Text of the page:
Four days after the Jaguars organization-wide peaceful protest march, running back Leonard Fournette held a peaceful protest of his own. At 10 am on Tuesday, Fournette and a host of peaceful protestors met in front of City Hall in Hemming Park.
As a show of solidarity, the city removed a confederate statue that loomed outside the park for decades. There have been discussions in the past, all of which were tabled, about removing the monument. But Mayor Lenny Curry decided this was the appropriate time to remove the symbol that represented Jacksonville's dark racial past.
It was a foggy Jacksonville morning, but the message from Fournette, Mayor Lenny Curry, and the peaceful protestors was clear: Equality for all.
As Fournette took center stage, he spoke about his upbringing, children, and desire for a world in which everyone is treated equally.
"This is bigger than me; This is bigger than football," said Fournette. So we're going to continue praying; Continue coming together; Continue doing what we have to do to have a better generation for our kids, for the next generation — Black lives matter. Let's keep fighting."
After Fournette addressed the crowd of hundreds, he handed the mic off to Lenny Curry. As Jacksonville's mayor began speaking, a group of vocal protestors chanted, "No justice, no peace." Once the uproar died down, Curry made a commitment — a promise — to the city of Jacksonville.
"This (the removal of the confederate statue) is one action," said Curry. "There is more work to come. But yesterday, there was a confederate monument in that park. It's gone. And the others in this city will be removed as well. We hear your voices. We have heard your voices. There are a number of issues: body cams, economic opportunity, infrastructure; it's a long list."
"I'm going to introduce legislation that formally brings together the sheriff's office, the state attorney's office, the public defender, city council, my office, with independent voices from the community as a part of that group that will be heard to help guide decisions. Thank you; I look forward to walking with you."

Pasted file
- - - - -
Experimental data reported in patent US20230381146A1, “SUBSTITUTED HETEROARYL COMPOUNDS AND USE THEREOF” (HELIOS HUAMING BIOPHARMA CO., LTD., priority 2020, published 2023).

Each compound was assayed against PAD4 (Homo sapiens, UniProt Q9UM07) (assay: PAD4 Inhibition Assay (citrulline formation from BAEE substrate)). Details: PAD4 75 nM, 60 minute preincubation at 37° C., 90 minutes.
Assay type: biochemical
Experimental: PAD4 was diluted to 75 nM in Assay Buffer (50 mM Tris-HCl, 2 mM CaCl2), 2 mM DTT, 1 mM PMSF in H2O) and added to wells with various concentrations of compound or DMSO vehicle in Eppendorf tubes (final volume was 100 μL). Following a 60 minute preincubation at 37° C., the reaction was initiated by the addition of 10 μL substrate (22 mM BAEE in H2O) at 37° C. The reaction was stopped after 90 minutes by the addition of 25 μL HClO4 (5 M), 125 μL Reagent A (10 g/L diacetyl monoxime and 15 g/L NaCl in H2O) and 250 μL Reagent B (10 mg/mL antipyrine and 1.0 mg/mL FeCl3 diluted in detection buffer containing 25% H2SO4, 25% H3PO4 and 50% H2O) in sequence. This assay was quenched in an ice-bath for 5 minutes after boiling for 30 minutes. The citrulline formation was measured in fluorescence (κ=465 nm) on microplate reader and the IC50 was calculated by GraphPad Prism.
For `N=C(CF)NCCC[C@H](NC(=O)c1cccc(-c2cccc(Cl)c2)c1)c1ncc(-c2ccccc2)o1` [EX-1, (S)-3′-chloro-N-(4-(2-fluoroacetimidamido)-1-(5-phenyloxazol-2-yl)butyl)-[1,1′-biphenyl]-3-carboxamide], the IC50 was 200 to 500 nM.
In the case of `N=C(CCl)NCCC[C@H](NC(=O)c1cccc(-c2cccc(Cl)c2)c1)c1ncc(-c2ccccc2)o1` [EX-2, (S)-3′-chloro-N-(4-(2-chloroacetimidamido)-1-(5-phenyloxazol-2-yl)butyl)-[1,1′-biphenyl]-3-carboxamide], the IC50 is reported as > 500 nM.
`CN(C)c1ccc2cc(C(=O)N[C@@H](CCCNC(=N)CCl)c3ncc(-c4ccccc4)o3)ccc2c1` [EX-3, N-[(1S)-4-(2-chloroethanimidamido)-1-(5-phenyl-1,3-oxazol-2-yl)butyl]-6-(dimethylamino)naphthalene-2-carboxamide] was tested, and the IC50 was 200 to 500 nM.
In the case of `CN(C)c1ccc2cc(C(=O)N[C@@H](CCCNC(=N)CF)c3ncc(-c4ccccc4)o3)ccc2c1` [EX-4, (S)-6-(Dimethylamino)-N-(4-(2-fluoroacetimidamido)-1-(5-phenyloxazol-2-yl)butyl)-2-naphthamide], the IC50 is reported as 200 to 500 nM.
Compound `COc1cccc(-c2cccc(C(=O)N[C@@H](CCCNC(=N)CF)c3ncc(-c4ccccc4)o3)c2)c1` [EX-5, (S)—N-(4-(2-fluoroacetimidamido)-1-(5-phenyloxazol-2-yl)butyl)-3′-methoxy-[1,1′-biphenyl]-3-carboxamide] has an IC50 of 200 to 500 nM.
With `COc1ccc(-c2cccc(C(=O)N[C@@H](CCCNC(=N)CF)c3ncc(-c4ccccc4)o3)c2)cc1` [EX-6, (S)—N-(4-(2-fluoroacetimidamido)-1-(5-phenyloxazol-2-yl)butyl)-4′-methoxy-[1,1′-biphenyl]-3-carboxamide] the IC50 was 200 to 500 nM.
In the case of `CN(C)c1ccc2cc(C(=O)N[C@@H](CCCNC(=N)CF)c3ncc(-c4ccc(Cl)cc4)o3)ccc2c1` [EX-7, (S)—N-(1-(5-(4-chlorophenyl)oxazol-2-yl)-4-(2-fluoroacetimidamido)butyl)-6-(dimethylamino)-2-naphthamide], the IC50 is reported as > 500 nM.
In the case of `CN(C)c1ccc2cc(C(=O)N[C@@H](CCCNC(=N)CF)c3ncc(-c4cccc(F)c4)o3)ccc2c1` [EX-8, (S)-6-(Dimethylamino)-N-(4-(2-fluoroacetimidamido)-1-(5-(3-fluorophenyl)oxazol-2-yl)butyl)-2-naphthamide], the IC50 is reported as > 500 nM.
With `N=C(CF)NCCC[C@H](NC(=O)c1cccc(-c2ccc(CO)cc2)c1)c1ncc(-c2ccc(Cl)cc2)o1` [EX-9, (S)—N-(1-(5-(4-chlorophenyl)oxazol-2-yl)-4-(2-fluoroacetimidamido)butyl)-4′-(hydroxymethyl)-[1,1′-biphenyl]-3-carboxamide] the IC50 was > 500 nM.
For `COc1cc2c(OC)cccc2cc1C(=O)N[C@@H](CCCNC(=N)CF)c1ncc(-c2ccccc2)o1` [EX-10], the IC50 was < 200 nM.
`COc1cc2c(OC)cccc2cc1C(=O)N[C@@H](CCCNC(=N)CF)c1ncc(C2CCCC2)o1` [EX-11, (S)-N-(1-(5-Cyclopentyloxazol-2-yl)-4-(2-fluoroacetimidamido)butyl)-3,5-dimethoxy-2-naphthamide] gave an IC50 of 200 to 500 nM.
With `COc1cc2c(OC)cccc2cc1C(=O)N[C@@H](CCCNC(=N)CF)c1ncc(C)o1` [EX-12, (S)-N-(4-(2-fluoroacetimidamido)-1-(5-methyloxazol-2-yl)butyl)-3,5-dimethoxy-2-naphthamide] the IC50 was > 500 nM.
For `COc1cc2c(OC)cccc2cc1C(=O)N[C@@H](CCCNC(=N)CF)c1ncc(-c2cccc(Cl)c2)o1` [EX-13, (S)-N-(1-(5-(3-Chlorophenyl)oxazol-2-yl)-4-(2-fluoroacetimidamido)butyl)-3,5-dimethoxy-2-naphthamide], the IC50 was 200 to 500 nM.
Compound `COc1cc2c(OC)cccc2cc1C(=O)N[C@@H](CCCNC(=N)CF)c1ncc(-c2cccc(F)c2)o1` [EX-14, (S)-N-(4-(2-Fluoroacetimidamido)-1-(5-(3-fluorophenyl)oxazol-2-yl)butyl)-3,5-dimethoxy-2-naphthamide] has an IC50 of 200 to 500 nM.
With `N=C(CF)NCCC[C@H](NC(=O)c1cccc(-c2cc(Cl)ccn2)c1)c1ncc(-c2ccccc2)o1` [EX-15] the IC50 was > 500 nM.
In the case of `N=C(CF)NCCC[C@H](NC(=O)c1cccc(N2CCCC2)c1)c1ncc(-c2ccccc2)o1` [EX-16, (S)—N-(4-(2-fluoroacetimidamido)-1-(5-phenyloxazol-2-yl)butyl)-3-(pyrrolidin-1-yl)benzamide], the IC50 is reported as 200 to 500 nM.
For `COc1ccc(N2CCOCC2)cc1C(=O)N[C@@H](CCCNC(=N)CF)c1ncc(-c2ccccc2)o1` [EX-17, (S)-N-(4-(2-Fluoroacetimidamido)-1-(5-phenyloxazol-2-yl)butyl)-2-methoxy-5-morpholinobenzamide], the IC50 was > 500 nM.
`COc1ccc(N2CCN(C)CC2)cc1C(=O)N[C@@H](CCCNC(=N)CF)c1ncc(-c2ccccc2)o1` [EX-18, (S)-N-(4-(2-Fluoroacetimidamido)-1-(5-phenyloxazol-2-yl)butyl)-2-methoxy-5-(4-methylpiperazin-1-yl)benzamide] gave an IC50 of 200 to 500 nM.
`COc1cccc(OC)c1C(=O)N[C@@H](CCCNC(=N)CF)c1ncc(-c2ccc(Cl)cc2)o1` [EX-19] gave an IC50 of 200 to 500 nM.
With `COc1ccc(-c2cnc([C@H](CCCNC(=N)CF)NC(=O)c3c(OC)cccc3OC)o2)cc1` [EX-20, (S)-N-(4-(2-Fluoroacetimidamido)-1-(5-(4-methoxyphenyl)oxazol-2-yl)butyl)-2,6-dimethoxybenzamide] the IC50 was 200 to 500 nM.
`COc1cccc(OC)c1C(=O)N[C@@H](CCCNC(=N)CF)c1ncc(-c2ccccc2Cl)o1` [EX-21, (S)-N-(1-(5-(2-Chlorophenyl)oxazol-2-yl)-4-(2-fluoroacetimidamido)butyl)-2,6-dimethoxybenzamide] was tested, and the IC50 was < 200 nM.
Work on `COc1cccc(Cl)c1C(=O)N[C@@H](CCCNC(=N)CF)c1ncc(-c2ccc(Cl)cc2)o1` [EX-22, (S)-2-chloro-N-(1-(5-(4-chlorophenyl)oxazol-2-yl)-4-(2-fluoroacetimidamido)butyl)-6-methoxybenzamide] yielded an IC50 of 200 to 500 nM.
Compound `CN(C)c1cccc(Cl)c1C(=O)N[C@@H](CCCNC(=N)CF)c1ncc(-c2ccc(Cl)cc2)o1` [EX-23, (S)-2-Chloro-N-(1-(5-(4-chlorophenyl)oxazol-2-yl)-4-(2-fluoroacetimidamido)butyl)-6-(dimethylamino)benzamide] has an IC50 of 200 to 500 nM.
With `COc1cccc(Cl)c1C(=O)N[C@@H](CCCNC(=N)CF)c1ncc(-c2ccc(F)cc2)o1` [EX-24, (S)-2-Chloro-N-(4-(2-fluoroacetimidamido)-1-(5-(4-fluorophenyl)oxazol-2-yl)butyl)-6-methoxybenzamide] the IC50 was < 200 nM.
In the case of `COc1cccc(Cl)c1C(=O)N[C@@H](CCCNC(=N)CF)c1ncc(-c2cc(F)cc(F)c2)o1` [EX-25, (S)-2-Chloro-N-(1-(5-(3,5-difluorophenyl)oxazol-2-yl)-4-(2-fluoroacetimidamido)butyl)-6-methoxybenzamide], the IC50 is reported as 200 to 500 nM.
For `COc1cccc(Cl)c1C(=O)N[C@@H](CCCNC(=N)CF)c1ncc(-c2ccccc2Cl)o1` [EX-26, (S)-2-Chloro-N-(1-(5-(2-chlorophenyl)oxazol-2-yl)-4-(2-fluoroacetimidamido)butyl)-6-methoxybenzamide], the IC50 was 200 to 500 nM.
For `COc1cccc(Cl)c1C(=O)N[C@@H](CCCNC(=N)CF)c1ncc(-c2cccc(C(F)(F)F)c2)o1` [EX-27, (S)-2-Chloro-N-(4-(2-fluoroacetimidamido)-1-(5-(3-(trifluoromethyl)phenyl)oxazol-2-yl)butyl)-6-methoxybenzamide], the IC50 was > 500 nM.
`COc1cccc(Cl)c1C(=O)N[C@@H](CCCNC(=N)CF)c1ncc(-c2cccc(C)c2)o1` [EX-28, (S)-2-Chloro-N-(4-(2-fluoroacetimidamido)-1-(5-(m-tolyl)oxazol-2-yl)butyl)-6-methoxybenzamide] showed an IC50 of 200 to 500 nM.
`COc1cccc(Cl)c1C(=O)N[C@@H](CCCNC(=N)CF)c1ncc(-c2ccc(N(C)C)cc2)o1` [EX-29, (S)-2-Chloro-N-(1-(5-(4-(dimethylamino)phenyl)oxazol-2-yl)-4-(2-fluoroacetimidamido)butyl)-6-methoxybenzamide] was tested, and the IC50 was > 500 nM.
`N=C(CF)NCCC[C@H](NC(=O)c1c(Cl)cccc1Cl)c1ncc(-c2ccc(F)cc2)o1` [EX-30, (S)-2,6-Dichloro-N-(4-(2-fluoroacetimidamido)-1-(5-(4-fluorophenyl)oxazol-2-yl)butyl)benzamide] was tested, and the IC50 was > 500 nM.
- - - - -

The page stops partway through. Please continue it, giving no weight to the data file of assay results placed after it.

The mayor has set the table for action to take place; For equality to flourish, and for a brighter future for all of Jacksonville's citizens. His first step towards doing so was the removal of a confederate monument — little more than a symbolic gesture. What happens next will be key. Will Curry follow through on his promises to the city of Jacksonville?
As for Leonard Fournette, his example is one that other famous athletes should follow. Several of his teammates were in attendance, including Ronnie Harrison, DJ Chark, Rodney Gunter, Shaq Quarterman, Chris Conley, Keelan Cole, and more. Fournette is hardly the first black athlete to organize such an event. But more work is needed from Fournette's peers as the country moves forward.
Following speeches by Fournette, Curry, and entertainer Lil' Duval, the march began. From City Hall, the protesters proceeded down Laura, took a right on Adams, and headed straight for the courthouse. The same route was taken back to City Hall, where the protest concluded.
This was a good, good day for Jacksonville. Is it a sign of things to come?
I hope the answer is yes, but the city's history suggests that this could be just another blip on the radar, not a sincere step towards racial equality.
Time will tell.
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